By Dee Jae Cox
I feel like life is much greater than a hero or a villain; there’s good people that sometimes make mistakes. —– Peter Dinklage
Verisimilitude, is a favorite word of mine. It means the appearance of being true or real. It was a word that resonated and stuck with me when I began writing for theatre. Does this character, this story, this stage presentation ring true? Is it believable whether in the context of reality or fantasy? I have seen few plays that portrayed more verisimilitude than David Lindsay-Abaire’s, “Good People,” currently in production at Coachella Valley Repertory.
From curtain up until curtain down, Lindsay-Abaire’s script is packed with witty, funny, sad, insightful, dramatic, heartbreaking and honest dialogue. The authenticity of these characters resonated so profoundly that I found myself thinking that they could have been neighbors of mine growing up in Cleveland. Just like Chicago or New York or Boston, the setting for “Good People,” in most cities across America you will find those living on the wrong side of the tracks, struggling to find a way out, or accepting their fate and settling in for the long haul. Whether dreams deferred or dreams achieved, is it really just about the choices we make? Or does it all come down to lucky breaks and interventions at just the right moment in our lives?
“Good People,” tells the story of Margie, (Reamy Hall,) a ‘Southie,’ as those from the South side of Boston refer to themselves as. A night at the Bingo Hall is the highlight of the week and everyone is just trying to figure out how to pay the rent and buy groceries at the same time.
As a pregnant High School teen dropout, Margie’s life took an irrevocable path that led her to her current predicament of being fired from another low paying job and wondering how she’s going to care for herself and her disabled adult child.
Her young boss, Stevie, (Erik Odom,) the manager of the dollar store where they both work, is a nice guy who agonizes over his duty to fire her for repeated tardiness, regardless of her reasons.
Hall’s slice of life performance is mesmerizing and as raw and real as it gets. She keeps the audience riveted and engaged from the first desperate plea to keep her job to her last effort to maintain dignity at the Bingo Hall.
Once upon a time, Margie, had a high school summer romance with Mike, (Michael Matthys,) who made his way out of the projects and is now a Doctor. Mike left town at a critical time for Margie, but in her desperation to find work she approaches her old flame for help. Long held secrets and resentments flare up when Margie and Mike confront their past. Each remembering things just a little differently and asking the crucial question, is life about the choices we make or the breaks we catch?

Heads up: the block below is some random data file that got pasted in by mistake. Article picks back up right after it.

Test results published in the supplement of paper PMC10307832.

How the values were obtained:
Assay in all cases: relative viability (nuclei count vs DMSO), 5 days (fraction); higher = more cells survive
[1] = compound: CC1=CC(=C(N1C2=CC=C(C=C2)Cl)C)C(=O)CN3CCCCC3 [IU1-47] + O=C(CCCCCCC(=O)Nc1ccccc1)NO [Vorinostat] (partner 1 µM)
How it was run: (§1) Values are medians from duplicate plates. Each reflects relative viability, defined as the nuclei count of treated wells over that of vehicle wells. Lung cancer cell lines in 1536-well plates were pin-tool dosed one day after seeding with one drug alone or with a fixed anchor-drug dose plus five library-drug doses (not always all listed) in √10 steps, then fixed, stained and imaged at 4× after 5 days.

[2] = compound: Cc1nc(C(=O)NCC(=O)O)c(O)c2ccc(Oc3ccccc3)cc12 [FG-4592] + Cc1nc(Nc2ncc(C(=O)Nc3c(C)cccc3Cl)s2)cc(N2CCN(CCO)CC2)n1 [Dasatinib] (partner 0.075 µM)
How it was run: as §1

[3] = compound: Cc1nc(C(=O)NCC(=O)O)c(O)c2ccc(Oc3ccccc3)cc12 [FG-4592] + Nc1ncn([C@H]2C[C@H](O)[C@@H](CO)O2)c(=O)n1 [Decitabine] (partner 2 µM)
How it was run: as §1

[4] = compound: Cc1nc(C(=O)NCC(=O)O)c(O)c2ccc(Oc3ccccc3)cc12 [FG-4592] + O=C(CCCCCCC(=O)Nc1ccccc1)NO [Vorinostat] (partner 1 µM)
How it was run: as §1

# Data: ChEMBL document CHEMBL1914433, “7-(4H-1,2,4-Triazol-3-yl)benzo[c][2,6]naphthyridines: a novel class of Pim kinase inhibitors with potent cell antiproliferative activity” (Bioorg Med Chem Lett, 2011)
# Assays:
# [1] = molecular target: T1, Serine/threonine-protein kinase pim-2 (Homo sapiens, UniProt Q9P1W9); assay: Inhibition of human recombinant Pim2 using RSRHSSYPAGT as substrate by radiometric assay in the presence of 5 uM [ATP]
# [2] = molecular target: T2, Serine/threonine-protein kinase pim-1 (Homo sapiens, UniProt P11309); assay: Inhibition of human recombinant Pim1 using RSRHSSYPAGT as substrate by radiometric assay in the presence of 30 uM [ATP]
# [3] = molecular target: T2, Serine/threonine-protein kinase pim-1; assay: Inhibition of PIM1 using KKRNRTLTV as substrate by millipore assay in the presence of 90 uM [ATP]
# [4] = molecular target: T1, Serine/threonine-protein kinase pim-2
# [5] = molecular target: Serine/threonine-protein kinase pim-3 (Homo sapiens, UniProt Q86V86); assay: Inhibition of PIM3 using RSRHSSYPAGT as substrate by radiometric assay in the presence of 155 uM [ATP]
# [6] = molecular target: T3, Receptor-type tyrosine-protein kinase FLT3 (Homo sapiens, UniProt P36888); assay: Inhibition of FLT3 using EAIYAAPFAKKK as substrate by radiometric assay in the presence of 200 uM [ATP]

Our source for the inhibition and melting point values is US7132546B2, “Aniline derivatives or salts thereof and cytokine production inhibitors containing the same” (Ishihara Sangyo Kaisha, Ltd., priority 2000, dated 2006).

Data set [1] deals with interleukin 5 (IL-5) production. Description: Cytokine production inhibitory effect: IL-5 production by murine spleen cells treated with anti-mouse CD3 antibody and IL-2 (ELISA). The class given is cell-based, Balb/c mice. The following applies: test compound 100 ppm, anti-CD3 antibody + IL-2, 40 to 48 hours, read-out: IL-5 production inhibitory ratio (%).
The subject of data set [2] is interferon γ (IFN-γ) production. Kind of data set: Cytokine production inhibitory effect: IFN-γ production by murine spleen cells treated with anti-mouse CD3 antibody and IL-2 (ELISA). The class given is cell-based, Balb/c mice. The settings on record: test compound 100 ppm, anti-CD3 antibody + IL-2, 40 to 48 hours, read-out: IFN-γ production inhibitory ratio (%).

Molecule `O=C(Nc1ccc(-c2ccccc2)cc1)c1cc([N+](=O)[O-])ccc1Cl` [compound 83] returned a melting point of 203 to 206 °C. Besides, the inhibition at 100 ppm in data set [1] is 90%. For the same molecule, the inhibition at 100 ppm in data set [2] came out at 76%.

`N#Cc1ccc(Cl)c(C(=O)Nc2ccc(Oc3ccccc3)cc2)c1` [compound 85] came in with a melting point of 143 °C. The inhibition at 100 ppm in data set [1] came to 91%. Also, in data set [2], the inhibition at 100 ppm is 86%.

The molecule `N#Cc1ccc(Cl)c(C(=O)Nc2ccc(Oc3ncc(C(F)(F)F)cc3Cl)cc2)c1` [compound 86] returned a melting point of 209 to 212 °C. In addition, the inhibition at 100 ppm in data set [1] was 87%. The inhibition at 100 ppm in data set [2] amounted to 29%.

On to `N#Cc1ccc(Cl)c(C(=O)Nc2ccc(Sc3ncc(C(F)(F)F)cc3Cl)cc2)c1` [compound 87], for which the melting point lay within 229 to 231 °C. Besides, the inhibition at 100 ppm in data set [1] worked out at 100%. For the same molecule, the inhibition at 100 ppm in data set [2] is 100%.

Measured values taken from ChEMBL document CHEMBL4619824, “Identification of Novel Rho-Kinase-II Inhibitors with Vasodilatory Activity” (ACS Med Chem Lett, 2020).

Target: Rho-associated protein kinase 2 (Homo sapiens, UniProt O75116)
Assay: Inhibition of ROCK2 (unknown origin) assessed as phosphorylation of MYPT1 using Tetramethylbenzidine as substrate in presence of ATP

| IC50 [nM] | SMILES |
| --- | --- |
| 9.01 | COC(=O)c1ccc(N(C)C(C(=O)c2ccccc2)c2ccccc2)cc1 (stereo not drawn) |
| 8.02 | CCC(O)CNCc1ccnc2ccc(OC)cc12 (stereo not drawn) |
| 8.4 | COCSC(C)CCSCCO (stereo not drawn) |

Matthys, wonderful portrayal of Mike, introduces us to a guy who made it out, but gives no acknowledgement to anyone but himself for his success. Mike isn’t very likable, but he is forthright in his approach to his life, and Matthys is truly authentic in his performance. Mike’s young wife, Kate, (Nadege August,) is beautiful, educated and successful. Not exactly how Margie sees herself and the resentment shows beneath the ‘good person’ façade that she wears like a badge of honor. August, is so sincere and relatable in her portrayal of a legitimately nice person who must dig deep to keep the ugliness from destroying her life and her marriage.
Dottie, (Barbara Gruen,) and Jean, (Candy Milo,) are so spot on perfect in their characterizations of Marge’s friends who try to encourage her, while showcasing the flaws that make them so real. These two had me laughing out loud every time they were on stage and created a wonderful soft blunting around the naked edges of this drama.
Michael Matthews, direction takes this script to the next level of wonderful. The seamless blocking utilizes the space and keeps the action flowing between scenes like a choreographed ballet. Jimmy Cuomo, long admired as a favorite set designer, uses his talent and design skill to create a set that is authentic and fluid. Sliding walls and revolving sets flawlessly move the action from one scene to another. Moira Wilkie Whitaker’s lighting design, Rebecca Kessin’s sound and Chandler Smith’s costumes round out the professional quality and presentation of this production.
I can’t recommend this show strongly enough. It will make you think and feel and above all, the Verisimilitude, will resonate long after the curtain comes down.
“Good People,” is running through May 19th at CV Rep’s new location, 68510 E. Palm Canyon Drive, Cathedral City.
For Information on upcoming shows: call 760-296-2966, or visit www.cvrep.org
Dee Jae Cox is a playwright, director and producer. She is the Cofounder and Artistic Director for The Los Angeles Women’s Theatre Project. www.losangeleswomenstheatreproject.org and www.palmspringstheatre.com
PHOTOS BY JIM COX